Here is the short scenario:
I have many objects that have different rotation values. some of them have 45 degree H, some of them -90 B etc. If I reset them from object manager Coordinate tab, naturaly object change its rotations visually. I needed to. fix them without changing their appearance. So I found a way like below:
with this method I could fix the object gizmo without changing its current appearance but also I realized that I can't do this operation for more than one object by selecting multiple objects.
So I have to select them one by one and apply above steps. I need to use script I guess.
how can I do this by Python? I've done many research but 2. and 3. steps were confusing me, I couldn't achieve those.
Probably need to modify your thread title. Too generic. Too vague.
Anyhow, I think what you are looking for is what I was trying to achieve in this thread:
Thank you for reaching out to us. @bentraje was right on both points. Your topic title was a bit too broad, I have fixed that for you, and also the topic by @bentraje was closely related.
In the public Cinema 4D API there is no such concept as an axis gizmo. While you can call the command to enable or disable the axis tool, you are still operating on a lower level, which makes the state of the tool meaningless. Tranforming the axis of a point object means transforming its coordinate system (a.k.a., "global matrix") and then applying the inverse transform to all its points. This will result in the origin and frame, what you see as "the axis" in the editor, to be changed but the points to stay in place as you undid to them what you did to "the axis".
We have 27 pages of search results for 'move axis' related questions on Plugin Café, as this is one of the most commonly asked things. Last year I also added operation_transfer_axis_s26.py, a Python script which tackles one of the commonly requested use cases. Otherwise, I would recommend the Matrix Manual, as each specific use case tends to be slightly different than others.
thank you so much @bentraje and @ferdinand for your time and help.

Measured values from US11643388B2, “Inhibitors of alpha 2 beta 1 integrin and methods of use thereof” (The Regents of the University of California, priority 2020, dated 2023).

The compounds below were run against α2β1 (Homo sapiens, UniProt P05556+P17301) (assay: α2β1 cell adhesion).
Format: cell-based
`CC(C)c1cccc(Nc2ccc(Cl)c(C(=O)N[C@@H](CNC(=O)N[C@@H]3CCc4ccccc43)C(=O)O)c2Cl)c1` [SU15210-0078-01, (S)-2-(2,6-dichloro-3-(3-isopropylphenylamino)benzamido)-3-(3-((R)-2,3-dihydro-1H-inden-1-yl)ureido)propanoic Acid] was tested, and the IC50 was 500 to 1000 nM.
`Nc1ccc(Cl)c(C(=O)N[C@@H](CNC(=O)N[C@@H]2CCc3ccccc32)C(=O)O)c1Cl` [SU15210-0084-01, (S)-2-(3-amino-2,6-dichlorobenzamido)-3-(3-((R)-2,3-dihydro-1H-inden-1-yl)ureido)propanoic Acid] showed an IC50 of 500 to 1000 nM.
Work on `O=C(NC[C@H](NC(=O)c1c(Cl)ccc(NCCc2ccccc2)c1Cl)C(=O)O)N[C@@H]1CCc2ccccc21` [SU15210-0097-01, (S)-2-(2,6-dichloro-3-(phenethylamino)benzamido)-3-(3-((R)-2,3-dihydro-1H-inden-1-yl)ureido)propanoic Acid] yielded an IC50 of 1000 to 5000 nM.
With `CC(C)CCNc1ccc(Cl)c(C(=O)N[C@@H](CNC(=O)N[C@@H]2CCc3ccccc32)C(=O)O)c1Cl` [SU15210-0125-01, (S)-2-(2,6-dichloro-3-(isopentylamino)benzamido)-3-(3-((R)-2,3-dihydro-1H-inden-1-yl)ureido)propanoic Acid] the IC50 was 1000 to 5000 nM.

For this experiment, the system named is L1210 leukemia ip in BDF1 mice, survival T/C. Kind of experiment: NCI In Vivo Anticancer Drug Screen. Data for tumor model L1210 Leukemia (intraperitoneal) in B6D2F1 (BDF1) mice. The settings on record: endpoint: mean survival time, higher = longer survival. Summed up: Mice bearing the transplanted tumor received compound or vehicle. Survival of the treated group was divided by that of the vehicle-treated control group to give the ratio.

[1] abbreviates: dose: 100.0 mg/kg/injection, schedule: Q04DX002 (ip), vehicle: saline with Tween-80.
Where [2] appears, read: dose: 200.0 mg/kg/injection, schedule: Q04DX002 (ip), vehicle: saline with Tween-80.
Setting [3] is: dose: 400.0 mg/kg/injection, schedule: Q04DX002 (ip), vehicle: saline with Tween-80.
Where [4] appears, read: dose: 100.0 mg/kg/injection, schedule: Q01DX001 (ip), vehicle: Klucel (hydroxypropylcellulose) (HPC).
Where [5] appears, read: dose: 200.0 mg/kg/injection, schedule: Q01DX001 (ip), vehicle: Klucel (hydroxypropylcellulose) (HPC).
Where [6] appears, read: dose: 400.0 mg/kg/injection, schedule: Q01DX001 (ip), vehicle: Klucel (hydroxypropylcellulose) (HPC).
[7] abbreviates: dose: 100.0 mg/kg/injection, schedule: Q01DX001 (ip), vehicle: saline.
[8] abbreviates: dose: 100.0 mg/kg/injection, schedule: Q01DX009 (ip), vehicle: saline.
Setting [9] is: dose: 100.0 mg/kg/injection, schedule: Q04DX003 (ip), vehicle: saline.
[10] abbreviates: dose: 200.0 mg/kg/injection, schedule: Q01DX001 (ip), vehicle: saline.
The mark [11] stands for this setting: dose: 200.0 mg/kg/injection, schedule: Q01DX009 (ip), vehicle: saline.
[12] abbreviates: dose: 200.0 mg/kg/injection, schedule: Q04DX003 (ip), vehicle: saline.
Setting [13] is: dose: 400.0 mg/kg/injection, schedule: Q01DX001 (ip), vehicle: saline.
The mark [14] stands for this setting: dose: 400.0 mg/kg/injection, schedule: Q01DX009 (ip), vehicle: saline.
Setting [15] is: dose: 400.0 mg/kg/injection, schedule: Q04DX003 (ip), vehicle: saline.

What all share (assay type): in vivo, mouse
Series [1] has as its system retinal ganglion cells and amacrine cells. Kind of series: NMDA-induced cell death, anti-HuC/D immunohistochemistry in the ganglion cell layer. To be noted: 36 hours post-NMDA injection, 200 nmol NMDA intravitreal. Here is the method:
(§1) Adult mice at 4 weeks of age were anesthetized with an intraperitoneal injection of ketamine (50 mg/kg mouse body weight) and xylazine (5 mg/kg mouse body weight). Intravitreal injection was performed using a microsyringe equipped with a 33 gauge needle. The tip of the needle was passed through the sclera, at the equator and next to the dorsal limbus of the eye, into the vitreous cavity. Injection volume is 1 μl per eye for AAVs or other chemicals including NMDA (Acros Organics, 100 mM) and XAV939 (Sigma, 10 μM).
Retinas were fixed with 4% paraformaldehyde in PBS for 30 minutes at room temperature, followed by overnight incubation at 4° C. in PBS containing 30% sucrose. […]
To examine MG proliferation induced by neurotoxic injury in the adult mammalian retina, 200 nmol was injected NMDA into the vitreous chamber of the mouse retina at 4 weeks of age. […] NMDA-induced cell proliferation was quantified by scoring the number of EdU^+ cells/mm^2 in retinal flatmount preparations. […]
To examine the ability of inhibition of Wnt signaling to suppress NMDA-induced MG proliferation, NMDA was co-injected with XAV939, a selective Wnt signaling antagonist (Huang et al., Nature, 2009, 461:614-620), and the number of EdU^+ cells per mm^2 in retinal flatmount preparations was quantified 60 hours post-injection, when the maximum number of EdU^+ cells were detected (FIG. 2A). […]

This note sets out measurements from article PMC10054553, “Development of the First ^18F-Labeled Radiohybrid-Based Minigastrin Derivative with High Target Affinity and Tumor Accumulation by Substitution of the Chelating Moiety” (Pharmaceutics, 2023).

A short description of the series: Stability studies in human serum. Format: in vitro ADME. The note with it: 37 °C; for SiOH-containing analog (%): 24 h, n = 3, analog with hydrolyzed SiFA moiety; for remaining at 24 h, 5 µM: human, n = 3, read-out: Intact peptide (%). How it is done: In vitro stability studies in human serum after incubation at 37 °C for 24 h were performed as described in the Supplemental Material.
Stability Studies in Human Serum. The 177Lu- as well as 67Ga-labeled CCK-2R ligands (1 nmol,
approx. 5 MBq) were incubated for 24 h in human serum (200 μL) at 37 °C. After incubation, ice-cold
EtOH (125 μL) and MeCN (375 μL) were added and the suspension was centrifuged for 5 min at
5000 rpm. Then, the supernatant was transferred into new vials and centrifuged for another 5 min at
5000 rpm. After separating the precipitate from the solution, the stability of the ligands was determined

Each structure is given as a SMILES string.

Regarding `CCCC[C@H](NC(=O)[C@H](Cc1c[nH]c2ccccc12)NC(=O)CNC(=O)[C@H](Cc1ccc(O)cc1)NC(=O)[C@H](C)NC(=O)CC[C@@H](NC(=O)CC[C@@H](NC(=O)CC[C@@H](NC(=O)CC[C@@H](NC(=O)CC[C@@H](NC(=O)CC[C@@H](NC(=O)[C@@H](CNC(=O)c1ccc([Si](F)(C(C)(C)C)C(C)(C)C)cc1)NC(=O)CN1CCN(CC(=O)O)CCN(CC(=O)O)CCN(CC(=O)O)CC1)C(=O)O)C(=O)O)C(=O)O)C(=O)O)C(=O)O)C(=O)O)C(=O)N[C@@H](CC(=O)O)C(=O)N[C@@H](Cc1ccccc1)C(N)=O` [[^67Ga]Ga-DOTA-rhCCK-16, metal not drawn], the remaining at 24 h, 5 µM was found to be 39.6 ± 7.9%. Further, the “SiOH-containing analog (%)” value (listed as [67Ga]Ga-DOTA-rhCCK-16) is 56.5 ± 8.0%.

also sorry for the title.
and omg yes there were literally same trouble posts here but I guess I didn't know what to search for (and akso I wrote that weird title)
I will check your solutions, thank you.
as far as I understand those scripts only for polygon meshes. How can I made it for null objects too? and scripts does not reset scales too. it works for only rotations.
sorry for this I am not a programmer. I just need to reset tons of objects and nulls and trying to understand tose script to achieve that.
I wrote a strange script that works for both types. I will share it soon to get your feedbacks I hope
The script works for anything that is a c4d.PointObject, i.e., editable polygon and spline objects. But not for generators, e.g., the Cube object or the Circle spline, as you cannot edit their points and therefore have no control over the placement of their "axis" in relation to their vertices.
When you want to set the transform of any BaseObject, e.g., a PointObject, a generator, or a null object, you must simply set either its local or global matrix. But this will not keep vertices 'in place' as generators and a null object have no vertices one could edit, and the vertices of PointObject instances must be corrected manually to achieve the 'move the axis idea'.
But you can of course just set the global or local matrix (a.k.a. transform) of a BaseObject. Find an example below. For more detailled information, I would recommend having a look at the Matrix Manual.
The result, the two cubes are not at the same location because combining two transforms is not commutative, i.e., the order matters. A * B is not always the same as B * A for matrices:
"""Demonstrates the basic concept of transformations as realized by Cinema 4D.
def main() -> None:
"""Constructs two transforms and applies them in the global coordinate system to two cube
# Construct a transform that translates by 500 units on the y-axis and one that rotates by
# 45° on the x-axis.
move: c4d.Matrix = c4d.utils.MatrixMove(c4d.Vector(0, 500, 0))
rotate: c4d.Matrix = c4d.utils.MatrixRotX(c4d.utils.DegToRad(45))
# Combine both transforms into a singular one by multiplying them. Note that matrix
# multiplication, combining transforms, is not commutative. I.e., the order matters opposed
# to numbers; move * rotate is not the same as rotate * move.
tMoveRotate: c4d.Matrix = move * rotate
tRotateMove: c4d.Matrix = rotate * move
# Allocate two cube objects.
cubeMoveRotate: c4d.BaseObject = c4d.BaseObject(c4d.Ocube)
cubeRotateMove: c4d.BaseObject = c4d.BaseObject(c4d.Ocube)
if None in (cubeMoveRotate, cubeRotateMove):
raise MemoryError("Could not allocate cube object.")
# And set their global matrix, i.e., the absolute transform in the global coordinate system.
# Name both null objects, set their display color, insert them into the active document, and
# push an update event.
cubeMoveRotate.SetName("Cube: Move -> Rotate")
cubeRotateMove.SetName("Cube: Rotate -> Move")
cubeMoveRotate[c4d.ID_BASEOBJECT_USECOLOR] = c4d.ID_BASEOBJECT_USECOLOR_ALWAYS
cubeRotateMove[c4d.ID_BASEOBJECT_USECOLOR] = c4d.ID_BASEOBJECT_USECOLOR_ALWAYS
cubeMoveRotate[c4d.ID_BASEOBJECT_COLOR] = c4d.Vector(1, 0, 0)
cubeRotateMove[c4d.ID_BASEOBJECT_COLOR] = c4d.Vector(0, 0, 1)
if __name__ == '__main__':